> My quads were not parallelograms so I am planning on cutting them into four
> triangles and a rectangle. I found the bresenham line routine so I'll be
> able to work on that tonight, thanks.

I would advise you not to use Bresenham, from my experience. A much
better approach is to work with fractions.

To follow an edge from x1,y1 to x2,y2 with y1<y2 first work out dx=x2-x1
and dy=y2-y1. Then divide dx by dy TO GET INTEGER QUOTIENT q AND
REMAINDER r (much quicker than a full divide as the answer is almost
always quotient=0 or quotient=-1). These are effectively a fraction.
Then you set a variable x equal to x1, the integer part of the
x-coordinate, and another n to 0, the numerator of the fractional part.
For each row, add r to n and if it exceeds dy do n-=r and x+=1.

Before anybody remarks that actually this is closely related to
Bresenham: all the algorithms are related to each other, aren't they?

All you need now is a fast way of plotting a row of your texture. Again,
I would not recommend the approach you suggest. A tried and tested
method is to cut your horizontal rows into 16-ish-pixel sections, do a
proper perspective-correct mapping calculation at the junctions, and
interpolate in between. This is just as fast and much easier to write,
after you've done the maths, as managing multiple triangles and making
sure they join up is quite a headache, especially when they get near or
even partially behind the viewpoint. This is less important in a demo,
of course, where you have good control over where the triangles go.

Alistair

> I would advise you not to use Bresenham, from my experience. A much
> better approach is to work with fractions.

And he then uses a Bresenham method that uses integers throughout ;-)

Quote:> To follow an edge from x1,y1 to x2,y2 with y1<y2 first work out dx=x2-x1
> and dy=y2-y1. Then divide dx by dy TO GET INTEGER QUOTIENT q AND
> REMAINDER r (much quicker than a full divide as the answer is almost
> always quotient=0 or quotient=-1).

Er, no. Quotient q (plus r/dy) is the slope, so gets rather larger than +-1
as the line approaches horizontal.

Quote:> These are effectively a fraction.

Or a Bresenham decision variable ;-)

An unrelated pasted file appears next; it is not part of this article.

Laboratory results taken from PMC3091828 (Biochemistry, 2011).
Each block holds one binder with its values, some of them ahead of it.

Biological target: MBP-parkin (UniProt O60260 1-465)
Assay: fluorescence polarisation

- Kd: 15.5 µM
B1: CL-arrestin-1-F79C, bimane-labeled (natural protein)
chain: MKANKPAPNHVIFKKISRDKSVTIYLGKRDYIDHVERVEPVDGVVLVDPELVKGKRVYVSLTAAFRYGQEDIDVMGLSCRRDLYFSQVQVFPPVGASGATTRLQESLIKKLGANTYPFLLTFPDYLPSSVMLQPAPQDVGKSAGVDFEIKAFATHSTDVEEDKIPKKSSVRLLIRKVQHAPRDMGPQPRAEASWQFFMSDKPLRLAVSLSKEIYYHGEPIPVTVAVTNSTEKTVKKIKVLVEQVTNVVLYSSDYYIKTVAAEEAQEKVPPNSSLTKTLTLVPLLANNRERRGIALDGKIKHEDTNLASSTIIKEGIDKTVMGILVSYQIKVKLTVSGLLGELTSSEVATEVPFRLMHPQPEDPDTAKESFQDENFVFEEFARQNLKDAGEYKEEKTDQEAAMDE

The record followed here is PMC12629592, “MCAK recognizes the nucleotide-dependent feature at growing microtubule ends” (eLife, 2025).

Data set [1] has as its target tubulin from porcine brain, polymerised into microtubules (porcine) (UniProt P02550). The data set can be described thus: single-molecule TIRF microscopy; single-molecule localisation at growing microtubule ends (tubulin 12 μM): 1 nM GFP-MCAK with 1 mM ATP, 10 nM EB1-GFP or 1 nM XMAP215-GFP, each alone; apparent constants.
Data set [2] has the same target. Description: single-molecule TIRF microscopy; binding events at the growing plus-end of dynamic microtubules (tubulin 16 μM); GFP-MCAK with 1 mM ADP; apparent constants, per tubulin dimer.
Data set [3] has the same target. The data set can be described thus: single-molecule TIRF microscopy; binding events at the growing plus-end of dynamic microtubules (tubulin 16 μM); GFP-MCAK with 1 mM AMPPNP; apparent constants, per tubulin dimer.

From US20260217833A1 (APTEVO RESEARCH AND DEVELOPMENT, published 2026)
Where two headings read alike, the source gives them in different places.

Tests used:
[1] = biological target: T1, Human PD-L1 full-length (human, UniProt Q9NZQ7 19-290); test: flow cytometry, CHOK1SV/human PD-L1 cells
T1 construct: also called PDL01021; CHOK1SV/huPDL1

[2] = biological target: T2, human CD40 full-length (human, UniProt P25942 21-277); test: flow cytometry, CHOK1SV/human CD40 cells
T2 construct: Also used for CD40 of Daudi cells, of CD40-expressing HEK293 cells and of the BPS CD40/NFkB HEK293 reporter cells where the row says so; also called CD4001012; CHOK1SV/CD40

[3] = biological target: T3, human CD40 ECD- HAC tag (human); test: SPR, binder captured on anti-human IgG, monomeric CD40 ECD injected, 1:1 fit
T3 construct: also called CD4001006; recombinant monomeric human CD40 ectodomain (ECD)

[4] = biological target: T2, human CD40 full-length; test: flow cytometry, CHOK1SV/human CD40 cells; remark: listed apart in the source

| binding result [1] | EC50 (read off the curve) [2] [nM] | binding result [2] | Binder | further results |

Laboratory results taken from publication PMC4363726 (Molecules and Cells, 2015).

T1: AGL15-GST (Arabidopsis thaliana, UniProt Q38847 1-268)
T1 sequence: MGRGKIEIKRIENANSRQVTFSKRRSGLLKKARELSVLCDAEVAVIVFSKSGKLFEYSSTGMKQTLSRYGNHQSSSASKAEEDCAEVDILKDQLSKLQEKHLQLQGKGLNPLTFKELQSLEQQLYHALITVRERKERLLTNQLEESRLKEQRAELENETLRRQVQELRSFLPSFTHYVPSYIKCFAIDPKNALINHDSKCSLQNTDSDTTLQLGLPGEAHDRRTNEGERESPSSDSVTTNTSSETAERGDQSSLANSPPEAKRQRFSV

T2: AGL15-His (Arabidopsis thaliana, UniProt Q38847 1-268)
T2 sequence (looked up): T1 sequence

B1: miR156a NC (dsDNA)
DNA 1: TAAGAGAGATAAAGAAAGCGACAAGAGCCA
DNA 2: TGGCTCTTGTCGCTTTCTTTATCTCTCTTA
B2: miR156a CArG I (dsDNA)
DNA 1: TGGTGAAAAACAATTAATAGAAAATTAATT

Quote:> Then you set a variable x equal to x1, the integer part of the
> x-coordinate, and another n to 0, the numerator of the fractional part.
> For each row, add r to n and if it exceeds dy do n-=r and x+=1.

Presumably you meant x+=q.

Quote:> Before anybody remarks that actually this is closely related to
> Bresenham: all the algorithms are related to each other, aren't they?

"Bresenham" type algorithms are typified by the reliance on one or more
decision variables.?In this case 'n', though an element of x+n/dy, is not
being used numerically but as the trigger for the x increment.

Simon.

--

Everything is possible. Given time.

> > I would advise you not to use Bresenham, from my experience. A much
> > better approach is to work with fractions.

> And he then uses a Bresenham method that uses integers throughout ;-)

Actually what I suggested isn't Bresenham. The principal differences
are:

- The same code works for left- and right-sloping edges.
- There is no loop involved in stepping sideways.

Quote:> > To follow an edge from x1,y1 to x2,y2 with y1<y2 first work out dx=x2-x1
> > and dy=y2-y1. Then divide dx by dy TO GET INTEGER QUOTIENT q AND
> > REMAINDER r (much quicker than a full divide as the answer is almost
> > always quotient=0 or quotient=-1).

> Er, no. Quotient q (plus r/dy) is the slope, so gets rather larger than +-1
> as the line approaches horizontal.

I said almost. Strictly, the answer is 0 in 25% of cases and -1 in
another 25% of cases. This allows you to optimise the division routine.

Quote:> > These are effectively a fraction.

> Or a Bresenham decision variable ;-)

> > Then you set a variable x equal to x1, the integer part of the
> > x-coordinate, and another n to 0, the numerator of the fractional part.
> > For each row, add r to n and if it exceeds dy do n-=r and x+=1.

> Presumably you meant x+=q.

At that point I meant x+=1. However, you are right that I omitted to say
that x+=q occurs on every row.

Quote:> > Before anybody remarks that actually this is closely related to
> > Bresenham: all the algorithms are related to each other, aren't they?

> "Bresenham" type algorithms are typified by the reliance on one or more
> decision variables. In this case 'n', though an element of x+n/dy, is not
> being used numerically but as the trigger for the x increment.

It was a rhetorical question, twit!

Thanks for pointing out an omission, but your other remarks are unfair.

Alistair

> Actually what I suggested isn't Bresenham.

"The"? No. "A"? Well, yes. Not that it matters really, he's dead ;*)

Quote:>  - There is no loop involved in stepping sideways.

This is also the case in Bresenham's classic algorithm when dx<dy